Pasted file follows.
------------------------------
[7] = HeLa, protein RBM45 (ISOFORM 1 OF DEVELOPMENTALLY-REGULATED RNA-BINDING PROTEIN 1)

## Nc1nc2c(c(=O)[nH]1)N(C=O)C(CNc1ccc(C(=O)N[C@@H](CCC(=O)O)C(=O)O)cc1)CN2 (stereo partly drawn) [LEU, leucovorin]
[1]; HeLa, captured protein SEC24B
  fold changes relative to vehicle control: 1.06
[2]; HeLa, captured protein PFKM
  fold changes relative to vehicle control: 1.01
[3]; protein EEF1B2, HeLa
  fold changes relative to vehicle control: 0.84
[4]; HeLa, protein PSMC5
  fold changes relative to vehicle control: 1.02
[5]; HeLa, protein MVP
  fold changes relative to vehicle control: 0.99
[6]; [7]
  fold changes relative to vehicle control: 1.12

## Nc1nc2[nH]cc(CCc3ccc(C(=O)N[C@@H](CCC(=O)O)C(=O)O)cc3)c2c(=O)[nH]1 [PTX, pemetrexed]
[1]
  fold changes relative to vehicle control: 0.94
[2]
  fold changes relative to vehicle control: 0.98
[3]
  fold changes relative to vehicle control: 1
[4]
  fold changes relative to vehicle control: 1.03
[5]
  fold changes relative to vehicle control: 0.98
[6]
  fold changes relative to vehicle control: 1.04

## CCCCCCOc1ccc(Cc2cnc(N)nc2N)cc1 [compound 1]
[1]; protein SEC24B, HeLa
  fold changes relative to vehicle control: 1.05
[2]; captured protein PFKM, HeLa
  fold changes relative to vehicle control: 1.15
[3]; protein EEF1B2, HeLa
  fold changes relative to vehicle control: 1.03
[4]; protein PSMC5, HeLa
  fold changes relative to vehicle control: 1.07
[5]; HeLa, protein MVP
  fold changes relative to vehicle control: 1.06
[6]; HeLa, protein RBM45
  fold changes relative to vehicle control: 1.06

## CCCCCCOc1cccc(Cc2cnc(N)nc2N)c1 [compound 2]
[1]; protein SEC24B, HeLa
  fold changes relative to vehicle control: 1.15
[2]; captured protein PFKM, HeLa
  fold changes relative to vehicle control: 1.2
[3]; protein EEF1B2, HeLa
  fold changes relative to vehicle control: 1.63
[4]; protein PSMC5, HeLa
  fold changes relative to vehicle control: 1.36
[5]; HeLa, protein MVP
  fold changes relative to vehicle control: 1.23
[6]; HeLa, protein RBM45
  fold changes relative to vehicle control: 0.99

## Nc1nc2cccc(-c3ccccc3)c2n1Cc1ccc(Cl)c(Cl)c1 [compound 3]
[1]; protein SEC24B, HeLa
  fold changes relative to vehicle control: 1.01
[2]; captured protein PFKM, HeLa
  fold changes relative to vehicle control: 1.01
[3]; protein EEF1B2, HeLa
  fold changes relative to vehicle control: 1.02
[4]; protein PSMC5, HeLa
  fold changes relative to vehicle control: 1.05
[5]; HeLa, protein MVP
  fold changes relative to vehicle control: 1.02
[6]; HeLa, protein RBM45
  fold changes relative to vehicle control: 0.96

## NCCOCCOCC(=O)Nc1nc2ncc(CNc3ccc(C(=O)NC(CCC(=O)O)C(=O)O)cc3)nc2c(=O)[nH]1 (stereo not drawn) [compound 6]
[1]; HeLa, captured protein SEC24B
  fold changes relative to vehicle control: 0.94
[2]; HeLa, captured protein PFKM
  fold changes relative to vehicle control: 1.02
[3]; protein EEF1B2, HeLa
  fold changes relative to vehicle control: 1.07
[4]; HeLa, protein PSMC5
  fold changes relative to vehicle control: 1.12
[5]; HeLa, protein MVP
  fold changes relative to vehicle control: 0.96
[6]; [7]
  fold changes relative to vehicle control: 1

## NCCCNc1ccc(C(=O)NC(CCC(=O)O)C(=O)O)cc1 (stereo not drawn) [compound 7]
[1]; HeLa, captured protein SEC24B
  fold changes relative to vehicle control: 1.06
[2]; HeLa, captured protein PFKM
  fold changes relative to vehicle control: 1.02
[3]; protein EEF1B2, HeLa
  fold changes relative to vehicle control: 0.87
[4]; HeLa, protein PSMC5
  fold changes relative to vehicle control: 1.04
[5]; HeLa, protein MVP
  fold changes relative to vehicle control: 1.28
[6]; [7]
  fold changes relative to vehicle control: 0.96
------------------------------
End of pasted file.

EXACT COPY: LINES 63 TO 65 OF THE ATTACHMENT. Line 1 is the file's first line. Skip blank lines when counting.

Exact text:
[5]; HeLa, protein MVP
  fold changes relative to vehicle control: 1.02
[6]; HeLa, protein RBM45